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Commentary: RBI's neutral stance to continue
April 10, 2017 / 8:19 AM / 8 months ago

Commentary: RBI's neutral stance to continue

After catching the market on the wrong side on two earlier occasions, the first monetary policy of the new fiscal year moved in tandem with market expectations. The Reserve Bank of India (RBI) kept its repo rate unchanged at 6.25 percent and reiterated the neutral monetary stance assumed in its previous policy in February.

FILE PHOTO: The Reserve Bank of India (RBI) seal is pictured on a gate outside the RBI headquarters in Mumbai, February 2, 2016. REUTERS/Danish Siddiqui/File photo

The RBI has also indicated a change in its liquidity management framework, particularly management of surplus liquidity. As a result, it narrowed the liquidity adjustment facility (LAF) corridor - the difference between the repo rate and the reverse repo on one hand and marginal standing facility (MSF) and bank rate on the other (from +/-50bps to +/- 25 bps). Hence, the reverse repo rate has gone up by 25 bps to 6 percent and the MSF rate has fallen by 25 bps to 6.50 percent.

The objective of narrowing the monetary policy rate corridor is to ensure that short-term interest rates remain close to the policy rate. RBI has outlined various tools that could be deployed to achieve this goal, including variable rate reverse repo auctions with preference for longer tenors, operations under MSS and OMOs, and issuances of cash management bills. Lowering the corridor will further reduce the call money market volatility and the weighted average call money rate that remains within the LAF corridor. Also, given the surplus liquidity, banks can park surplus funds with RBI and earn a higher return.

We think the RBI has taken a very pragmatic stance based on wider market conditions. For 2017-18, inflation is projected to average 4.5 percent in the first half of the year and 5 percent in the second half. As per CSO data, RBI has pegged Gross Value Added (GVA) growth for the current fiscal at 7.4 percent as against 6.7 percent last year, based on the following emerging trends:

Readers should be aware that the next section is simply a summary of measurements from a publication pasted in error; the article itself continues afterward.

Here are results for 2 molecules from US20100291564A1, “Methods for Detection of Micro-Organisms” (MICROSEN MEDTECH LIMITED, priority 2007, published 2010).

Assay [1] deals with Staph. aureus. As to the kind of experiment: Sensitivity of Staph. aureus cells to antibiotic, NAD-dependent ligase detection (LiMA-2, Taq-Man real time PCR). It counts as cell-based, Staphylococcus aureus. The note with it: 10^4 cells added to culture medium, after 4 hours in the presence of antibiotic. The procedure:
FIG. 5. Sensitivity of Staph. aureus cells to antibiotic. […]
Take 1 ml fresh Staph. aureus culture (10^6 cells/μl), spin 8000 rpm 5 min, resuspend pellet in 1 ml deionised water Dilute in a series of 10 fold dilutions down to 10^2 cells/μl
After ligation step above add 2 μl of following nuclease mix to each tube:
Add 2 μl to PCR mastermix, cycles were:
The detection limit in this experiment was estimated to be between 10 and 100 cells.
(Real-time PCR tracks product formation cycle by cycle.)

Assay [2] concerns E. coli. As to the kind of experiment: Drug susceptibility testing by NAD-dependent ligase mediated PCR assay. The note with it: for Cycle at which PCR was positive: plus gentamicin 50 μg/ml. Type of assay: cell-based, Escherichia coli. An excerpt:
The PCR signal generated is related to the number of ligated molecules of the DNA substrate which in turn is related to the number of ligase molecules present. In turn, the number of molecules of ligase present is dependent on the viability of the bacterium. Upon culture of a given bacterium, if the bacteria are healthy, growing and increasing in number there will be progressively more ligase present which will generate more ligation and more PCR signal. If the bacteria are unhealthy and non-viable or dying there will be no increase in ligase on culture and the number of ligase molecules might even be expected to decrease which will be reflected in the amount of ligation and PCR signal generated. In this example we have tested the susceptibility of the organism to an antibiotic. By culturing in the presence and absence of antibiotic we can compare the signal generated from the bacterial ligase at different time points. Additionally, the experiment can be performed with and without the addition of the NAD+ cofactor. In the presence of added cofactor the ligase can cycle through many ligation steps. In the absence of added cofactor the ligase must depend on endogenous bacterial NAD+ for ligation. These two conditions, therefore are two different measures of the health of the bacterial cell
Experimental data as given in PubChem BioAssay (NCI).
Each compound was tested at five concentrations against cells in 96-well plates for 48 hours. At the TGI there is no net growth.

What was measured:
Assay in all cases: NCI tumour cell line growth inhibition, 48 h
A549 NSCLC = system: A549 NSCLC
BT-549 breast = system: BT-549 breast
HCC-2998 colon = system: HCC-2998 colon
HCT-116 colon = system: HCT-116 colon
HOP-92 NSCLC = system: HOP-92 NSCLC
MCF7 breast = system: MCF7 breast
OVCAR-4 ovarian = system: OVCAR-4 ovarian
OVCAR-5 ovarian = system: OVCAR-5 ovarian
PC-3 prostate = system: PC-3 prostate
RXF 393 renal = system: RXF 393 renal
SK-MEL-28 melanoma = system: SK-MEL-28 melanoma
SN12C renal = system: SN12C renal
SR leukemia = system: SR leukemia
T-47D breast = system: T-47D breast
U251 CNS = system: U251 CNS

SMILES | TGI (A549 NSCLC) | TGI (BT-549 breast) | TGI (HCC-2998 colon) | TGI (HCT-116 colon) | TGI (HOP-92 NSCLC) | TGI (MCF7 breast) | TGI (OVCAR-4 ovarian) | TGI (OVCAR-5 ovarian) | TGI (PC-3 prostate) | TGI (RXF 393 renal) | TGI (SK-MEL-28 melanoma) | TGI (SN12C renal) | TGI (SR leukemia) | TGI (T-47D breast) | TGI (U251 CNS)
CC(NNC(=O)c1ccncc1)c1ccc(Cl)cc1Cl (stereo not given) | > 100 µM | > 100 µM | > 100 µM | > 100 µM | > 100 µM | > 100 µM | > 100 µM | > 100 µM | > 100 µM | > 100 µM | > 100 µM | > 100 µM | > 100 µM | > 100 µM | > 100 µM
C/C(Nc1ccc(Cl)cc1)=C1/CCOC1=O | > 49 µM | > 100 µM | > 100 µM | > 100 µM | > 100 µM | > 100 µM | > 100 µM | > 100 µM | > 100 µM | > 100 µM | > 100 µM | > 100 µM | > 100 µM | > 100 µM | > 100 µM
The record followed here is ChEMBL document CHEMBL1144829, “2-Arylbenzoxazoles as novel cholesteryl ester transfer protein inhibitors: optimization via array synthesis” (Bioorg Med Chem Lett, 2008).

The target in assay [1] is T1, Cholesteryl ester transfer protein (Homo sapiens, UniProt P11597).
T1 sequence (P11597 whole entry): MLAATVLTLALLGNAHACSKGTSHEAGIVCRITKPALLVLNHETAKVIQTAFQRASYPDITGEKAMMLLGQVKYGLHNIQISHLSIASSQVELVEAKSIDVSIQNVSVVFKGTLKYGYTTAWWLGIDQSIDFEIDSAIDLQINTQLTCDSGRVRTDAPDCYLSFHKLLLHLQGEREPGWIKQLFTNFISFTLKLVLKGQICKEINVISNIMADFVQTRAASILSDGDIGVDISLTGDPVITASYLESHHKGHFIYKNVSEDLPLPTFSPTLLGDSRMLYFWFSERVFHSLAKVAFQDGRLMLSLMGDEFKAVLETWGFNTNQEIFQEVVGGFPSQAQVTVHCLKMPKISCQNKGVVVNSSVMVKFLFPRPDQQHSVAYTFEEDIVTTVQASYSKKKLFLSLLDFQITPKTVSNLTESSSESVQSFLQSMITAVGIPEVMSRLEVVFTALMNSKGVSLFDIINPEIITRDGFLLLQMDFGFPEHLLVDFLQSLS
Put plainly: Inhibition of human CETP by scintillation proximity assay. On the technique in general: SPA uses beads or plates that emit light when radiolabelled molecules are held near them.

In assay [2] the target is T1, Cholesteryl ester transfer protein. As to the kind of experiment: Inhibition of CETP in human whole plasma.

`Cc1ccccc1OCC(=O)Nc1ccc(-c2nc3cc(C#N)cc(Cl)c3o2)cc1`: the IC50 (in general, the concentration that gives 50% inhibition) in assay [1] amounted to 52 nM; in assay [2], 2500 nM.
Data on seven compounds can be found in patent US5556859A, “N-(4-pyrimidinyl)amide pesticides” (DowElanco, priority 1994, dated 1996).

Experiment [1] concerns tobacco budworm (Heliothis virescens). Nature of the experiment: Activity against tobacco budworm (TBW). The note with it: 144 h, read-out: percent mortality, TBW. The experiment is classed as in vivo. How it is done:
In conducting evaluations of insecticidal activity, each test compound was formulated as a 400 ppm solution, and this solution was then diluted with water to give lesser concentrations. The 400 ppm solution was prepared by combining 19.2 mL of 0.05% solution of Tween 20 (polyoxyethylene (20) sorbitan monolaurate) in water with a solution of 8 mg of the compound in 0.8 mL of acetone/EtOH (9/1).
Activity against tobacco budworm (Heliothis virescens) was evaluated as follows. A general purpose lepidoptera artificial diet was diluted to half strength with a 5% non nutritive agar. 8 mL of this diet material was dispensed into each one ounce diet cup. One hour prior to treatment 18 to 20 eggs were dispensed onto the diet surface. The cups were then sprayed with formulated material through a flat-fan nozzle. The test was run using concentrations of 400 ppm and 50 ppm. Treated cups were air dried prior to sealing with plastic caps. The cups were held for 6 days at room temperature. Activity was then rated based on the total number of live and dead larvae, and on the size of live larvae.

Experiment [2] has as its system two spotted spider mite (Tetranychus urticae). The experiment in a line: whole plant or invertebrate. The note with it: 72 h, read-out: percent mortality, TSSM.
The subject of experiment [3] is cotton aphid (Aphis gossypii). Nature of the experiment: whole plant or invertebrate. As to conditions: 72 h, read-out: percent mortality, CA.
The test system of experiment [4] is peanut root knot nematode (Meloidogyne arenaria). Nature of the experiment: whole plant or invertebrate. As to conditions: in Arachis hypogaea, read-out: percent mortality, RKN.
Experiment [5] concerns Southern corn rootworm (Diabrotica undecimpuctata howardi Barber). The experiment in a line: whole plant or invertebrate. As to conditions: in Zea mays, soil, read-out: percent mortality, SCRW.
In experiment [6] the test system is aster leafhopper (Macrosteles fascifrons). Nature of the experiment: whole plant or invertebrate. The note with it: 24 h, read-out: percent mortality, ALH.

1. The global environment is improving, with global output and trade projected by multilateral agencies to gather momentum in 2017. Accordingly, external demand should support domestic growth.

2. Several favorable domestic factors are expected to drive this acceleration in GVA growth –

(a) The pace of re-monetisation will continue to trigger a rebound in discretionary consumer spending. Activity in cash-intensive retail trade, hotels and restaurants, transportation and unorganised segments has largely been restored.

Handout photo of Kuntal Sur.

(b) There will be significant improvement in transmission of past policy rates. Retail lending rates, in particular housing loans, have declined. However, the pressure will be on banks to pass on the same benefits to existing customers.

(c) The Union Budget has proposed large government investments and this should stimulate capital expenditure, rural demand, and social and physical infrastructure.

(d) The imminent rollout of the GST, the institution of the Insolvency and Bankruptcy Code, and the abolition of the Foreign Investment Promotion Board will boost investor confidence and bring in efficiency gains.

Downside risks to the projected growth path may come from the outturn of the south-west monsoon and oil price volatility in the international market given the situation in Syria.

Broadly, we expect lending rates to continue to remain relatively low due to surplus liquidity with banks and transmission of previous policy rates. But corporate lending is yet to pick up due to various factors, including high NPA levels resulting in limited appetite for the banking sector to lend to corporates. The policy is silent on tackling stressed assets so the RBI may perhaps delve into the issue separately.

The central bank remains committed to bringing inflation closer to 4.0 percent on a stable basis and in a calibrated manner. Accordingly, inflation developments have to be closely and continuously monitored.

Given these backdrops, RBI has taken a wait-and-watch policy. In due course of time, the central bank will have much more clarity on global factors like global growth outlook, U.S. market movements, oil price volatility, monsoon behaviour and domestic demand. Till then, we expect the neutral stance on policy rates to continue.

Kuntal Sur is Partner, Financial Services - Risk and Regulation Leader - at PwC India

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